In both parties, more approve than disapprove of the new legislation, but support is substantially higher among Democrats than Republicans. Eight-in-ten Democrats approve, with just 9% disapproving; by contrast, about half of Republicans (47%) approve while 35% disapprove. Conservative Republicans are split: 43% disapprove of the bill (including 23% who strongly disapprove), and 42% approve (9% strongly). Moderate Republicans approve of the legislation by more than two-to-one: 55% approve, 22% disapprove.

Chart shows Republicans who have heard ‘a lot’ about the new gun law more likely to disapprove of it

Americans are largely familiar with the new gun legislation: Nearly eight-in-ten say they have heard or read a lot (25%) or a little (54%) about the gun bill signed into law last month; 20% say they have heard nothing at all about the law.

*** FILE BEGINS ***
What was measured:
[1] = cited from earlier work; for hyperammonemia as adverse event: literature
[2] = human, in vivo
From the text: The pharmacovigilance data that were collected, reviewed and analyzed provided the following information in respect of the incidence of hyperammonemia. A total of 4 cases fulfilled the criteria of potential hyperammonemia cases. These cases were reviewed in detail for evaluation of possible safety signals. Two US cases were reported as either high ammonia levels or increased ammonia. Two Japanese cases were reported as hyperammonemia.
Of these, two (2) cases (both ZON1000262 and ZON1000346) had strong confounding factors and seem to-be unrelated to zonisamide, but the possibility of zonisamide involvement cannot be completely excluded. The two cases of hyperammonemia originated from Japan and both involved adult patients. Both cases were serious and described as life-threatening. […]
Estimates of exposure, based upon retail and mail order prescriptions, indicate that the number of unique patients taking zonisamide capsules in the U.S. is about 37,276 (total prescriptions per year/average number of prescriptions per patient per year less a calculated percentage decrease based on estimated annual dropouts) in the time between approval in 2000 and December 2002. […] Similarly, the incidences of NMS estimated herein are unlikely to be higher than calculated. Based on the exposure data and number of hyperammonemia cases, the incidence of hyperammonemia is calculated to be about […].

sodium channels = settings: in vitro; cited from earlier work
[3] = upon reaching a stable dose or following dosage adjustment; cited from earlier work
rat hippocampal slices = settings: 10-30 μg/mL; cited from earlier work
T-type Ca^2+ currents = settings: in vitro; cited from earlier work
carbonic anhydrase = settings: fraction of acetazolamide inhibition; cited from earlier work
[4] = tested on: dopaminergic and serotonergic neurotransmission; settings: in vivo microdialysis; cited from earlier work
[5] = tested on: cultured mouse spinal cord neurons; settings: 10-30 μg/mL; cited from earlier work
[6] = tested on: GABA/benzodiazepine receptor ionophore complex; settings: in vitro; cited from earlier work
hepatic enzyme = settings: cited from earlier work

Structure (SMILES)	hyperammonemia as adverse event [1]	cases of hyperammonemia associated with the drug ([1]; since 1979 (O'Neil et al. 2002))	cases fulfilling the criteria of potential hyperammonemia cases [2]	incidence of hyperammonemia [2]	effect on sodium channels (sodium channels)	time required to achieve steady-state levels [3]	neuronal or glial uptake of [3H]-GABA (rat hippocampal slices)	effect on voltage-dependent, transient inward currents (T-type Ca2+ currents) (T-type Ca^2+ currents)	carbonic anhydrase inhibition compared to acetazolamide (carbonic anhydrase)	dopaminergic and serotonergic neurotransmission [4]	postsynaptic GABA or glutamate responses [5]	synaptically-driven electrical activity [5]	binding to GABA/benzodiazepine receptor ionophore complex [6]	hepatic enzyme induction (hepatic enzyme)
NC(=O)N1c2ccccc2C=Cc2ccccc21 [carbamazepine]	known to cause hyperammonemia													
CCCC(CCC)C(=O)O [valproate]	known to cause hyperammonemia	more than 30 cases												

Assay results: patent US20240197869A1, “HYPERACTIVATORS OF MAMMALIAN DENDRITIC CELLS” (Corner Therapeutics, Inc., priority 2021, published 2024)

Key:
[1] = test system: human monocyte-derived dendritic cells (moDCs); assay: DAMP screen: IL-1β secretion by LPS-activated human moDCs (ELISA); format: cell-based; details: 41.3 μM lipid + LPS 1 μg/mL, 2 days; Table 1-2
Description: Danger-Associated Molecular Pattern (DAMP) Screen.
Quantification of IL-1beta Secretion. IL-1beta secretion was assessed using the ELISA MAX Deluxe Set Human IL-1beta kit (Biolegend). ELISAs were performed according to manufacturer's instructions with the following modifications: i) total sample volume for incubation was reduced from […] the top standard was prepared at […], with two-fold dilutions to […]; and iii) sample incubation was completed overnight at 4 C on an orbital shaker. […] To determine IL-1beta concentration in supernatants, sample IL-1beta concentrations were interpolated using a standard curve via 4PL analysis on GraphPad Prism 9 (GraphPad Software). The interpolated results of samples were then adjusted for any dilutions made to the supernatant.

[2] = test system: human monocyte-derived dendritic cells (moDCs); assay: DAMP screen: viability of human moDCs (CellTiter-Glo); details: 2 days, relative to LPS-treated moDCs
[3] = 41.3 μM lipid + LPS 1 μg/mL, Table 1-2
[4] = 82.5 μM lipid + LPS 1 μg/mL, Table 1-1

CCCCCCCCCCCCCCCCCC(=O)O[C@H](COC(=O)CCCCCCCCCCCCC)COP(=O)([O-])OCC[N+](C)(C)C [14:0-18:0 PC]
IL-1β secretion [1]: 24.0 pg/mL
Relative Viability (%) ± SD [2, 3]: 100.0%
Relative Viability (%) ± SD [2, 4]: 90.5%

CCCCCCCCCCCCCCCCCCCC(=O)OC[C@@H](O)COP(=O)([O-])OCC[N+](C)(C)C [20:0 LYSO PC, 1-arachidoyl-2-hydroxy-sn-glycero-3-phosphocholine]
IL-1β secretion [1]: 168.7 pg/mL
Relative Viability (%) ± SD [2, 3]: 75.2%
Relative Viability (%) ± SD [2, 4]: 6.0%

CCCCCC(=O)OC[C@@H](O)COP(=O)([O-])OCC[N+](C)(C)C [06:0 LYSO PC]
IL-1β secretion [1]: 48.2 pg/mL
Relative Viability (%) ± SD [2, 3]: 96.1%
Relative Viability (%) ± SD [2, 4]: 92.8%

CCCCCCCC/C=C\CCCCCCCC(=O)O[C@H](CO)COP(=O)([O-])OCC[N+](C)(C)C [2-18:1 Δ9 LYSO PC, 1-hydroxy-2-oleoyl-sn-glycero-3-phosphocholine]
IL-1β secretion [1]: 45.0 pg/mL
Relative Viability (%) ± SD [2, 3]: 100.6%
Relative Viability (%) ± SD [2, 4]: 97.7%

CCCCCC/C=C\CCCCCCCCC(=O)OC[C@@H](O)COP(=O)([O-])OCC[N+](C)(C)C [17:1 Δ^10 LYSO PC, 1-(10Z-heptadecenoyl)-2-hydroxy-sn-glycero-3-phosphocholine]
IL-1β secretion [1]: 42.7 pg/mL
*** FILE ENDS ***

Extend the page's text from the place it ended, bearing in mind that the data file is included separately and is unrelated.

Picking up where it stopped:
Overall, those who have heard more about the law are more likely to offer an opinion about it, with support substantially outweighing opposition regardless of how much people have heard about the legislation.

Among Republicans, those who have heard or read a lot about the new gun law are more likely to disapprove of it than those who have heard less. About half of Republicans (53%) who say they have heard a lot about the law say they disapprove of it, while 44% say they approve. On balance, Republicans who have heard a little about the legislation approve of it: 51% say they approve, while 34% say they disapprove; an additional 15% say they are unsure about their opinions of the law.

Democrats are largely supportive of the new gun law, regardless of how much they have heard about it. Still, about a third of Democrats who have heard nothing about the law (32%) say they are unsure of their opinion of it.